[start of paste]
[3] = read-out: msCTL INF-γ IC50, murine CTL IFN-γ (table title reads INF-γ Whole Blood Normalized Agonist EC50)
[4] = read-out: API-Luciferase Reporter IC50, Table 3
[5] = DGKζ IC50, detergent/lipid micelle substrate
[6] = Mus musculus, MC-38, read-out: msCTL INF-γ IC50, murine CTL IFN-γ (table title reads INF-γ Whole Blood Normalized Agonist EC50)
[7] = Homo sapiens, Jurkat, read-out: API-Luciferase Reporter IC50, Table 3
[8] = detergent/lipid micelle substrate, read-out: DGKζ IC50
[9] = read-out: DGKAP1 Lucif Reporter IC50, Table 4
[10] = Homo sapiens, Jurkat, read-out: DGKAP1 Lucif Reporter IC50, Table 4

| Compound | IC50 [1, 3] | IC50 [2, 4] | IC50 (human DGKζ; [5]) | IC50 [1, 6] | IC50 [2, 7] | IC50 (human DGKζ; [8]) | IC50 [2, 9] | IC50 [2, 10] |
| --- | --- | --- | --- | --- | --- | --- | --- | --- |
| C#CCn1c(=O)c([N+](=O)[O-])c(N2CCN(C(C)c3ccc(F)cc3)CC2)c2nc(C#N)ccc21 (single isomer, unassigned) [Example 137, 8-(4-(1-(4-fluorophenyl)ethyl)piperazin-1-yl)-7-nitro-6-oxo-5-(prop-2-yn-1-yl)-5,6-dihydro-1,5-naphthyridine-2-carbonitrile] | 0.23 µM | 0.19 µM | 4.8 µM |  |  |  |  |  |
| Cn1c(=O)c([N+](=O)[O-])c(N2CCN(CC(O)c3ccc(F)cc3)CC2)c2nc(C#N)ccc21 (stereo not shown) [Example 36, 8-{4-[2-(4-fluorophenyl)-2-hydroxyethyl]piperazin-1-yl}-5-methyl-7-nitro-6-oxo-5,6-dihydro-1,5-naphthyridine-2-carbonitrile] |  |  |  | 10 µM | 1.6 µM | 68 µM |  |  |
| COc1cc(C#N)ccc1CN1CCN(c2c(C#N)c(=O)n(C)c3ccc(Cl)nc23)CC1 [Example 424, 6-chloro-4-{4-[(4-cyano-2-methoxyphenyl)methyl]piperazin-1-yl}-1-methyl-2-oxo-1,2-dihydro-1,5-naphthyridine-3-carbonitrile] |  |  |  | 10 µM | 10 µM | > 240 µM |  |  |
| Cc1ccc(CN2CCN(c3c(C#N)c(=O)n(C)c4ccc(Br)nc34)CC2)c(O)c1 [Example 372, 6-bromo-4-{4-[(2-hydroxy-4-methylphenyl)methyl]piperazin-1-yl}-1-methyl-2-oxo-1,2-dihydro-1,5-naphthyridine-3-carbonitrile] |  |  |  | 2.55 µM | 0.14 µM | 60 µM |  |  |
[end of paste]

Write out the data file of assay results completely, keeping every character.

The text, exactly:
[3] = read-out: msCTL INF-γ IC50, murine CTL IFN-γ (table title reads INF-γ Whole Blood Normalized Agonist EC50)
[4] = read-out: API-Luciferase Reporter IC50, Table 3
[5] = DGKζ IC50, detergent/lipid micelle substrate
[6] = Mus musculus, MC-38, read-out: msCTL INF-γ IC50, murine CTL IFN-γ (table title reads INF-γ Whole Blood Normalized Agonist EC50)
[7] = Homo sapiens, Jurkat, read-out: API-Luciferase Reporter IC50, Table 3
[8] = detergent/lipid micelle substrate, read-out: DGKζ IC50
[9] = read-out: DGKAP1 Lucif Reporter IC50, Table 4
[10] = Homo sapiens, Jurkat, read-out: DGKAP1 Lucif Reporter IC50, Table 4

| Compound | IC50 [1, 3] | IC50 [2, 4] | IC50 (human DGKζ; [5]) | IC50 [1, 6] | IC50 [2, 7] | IC50 (human DGKζ; [8]) | IC50 [2, 9] | IC50 [2, 10] |
| --- | --- | --- | --- | --- | --- | --- | --- | --- |
| C#CCn1c(=O)c([N+](=O)[O-])c(N2CCN(C(C)c3ccc(F)cc3)CC2)c2nc(C#N)ccc21 (single isomer, unassigned) [Example 137, 8-(4-(1-(4-fluorophenyl)ethyl)piperazin-1-yl)-7-nitro-6-oxo-5-(prop-2-yn-1-yl)-5,6-dihydro-1,5-naphthyridine-2-carbonitrile] | 0.23 µM | 0.19 µM | 4.8 µM |  |  |  |  |  |
| Cn1c(=O)c([N+](=O)[O-])c(N2CCN(CC(O)c3ccc(F)cc3)CC2)c2nc(C#N)ccc21 (stereo not shown) [Example 36, 8-{4-[2-(4-fluorophenyl)-2-hydroxyethyl]piperazin-1-yl}-5-methyl-7-nitro-6-oxo-5,6-dihydro-1,5-naphthyridine-2-carbonitrile] |  |  |  | 10 µM | 1.6 µM | 68 µM |  |  |
| COc1cc(C#N)ccc1CN1CCN(c2c(C#N)c(=O)n(C)c3ccc(Cl)nc23)CC1 [Example 424, 6-chloro-4-{4-[(4-cyano-2-methoxyphenyl)methyl]piperazin-1-yl}-1-methyl-2-oxo-1,2-dihydro-1,5-naphthyridine-3-carbonitrile] |  |  |  | 10 µM | 10 µM | > 240 µM |  |  |
| Cc1ccc(CN2CCN(c3c(C#N)c(=O)n(C)c4ccc(Br)nc34)CC2)c(O)c1 [Example 372, 6-bromo-4-{4-[(2-hydroxy-4-methylphenyl)methyl]piperazin-1-yl}-1-methyl-2-oxo-1,2-dihydro-1,5-naphthyridine-3-carbonitrile] |  |  |  | 2.55 µM | 0.14 µM | 60 µM |  |  |